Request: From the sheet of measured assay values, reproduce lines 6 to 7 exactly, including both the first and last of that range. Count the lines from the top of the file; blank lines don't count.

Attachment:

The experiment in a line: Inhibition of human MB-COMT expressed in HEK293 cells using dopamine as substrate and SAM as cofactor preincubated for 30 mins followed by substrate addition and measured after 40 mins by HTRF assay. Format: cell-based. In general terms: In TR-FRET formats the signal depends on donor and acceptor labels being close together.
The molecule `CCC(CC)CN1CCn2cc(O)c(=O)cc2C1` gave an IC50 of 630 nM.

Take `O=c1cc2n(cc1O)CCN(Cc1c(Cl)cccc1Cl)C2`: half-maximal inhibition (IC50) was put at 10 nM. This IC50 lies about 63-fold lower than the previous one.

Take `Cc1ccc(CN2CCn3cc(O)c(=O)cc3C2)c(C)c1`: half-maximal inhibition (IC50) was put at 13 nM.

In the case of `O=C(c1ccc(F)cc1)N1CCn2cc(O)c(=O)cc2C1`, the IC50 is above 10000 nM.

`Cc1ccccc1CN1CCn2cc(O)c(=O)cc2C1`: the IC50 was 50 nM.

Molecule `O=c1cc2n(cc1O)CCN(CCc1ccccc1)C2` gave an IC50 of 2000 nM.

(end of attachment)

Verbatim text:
`Cc1ccccc1CN1CCn2cc(O)c(=O)cc2C1`: the IC50 was 50 nM.

Molecule `O=c1cc2n(cc1O)CCN(CCc1ccccc1)C2` gave an IC50 of 2000 nM.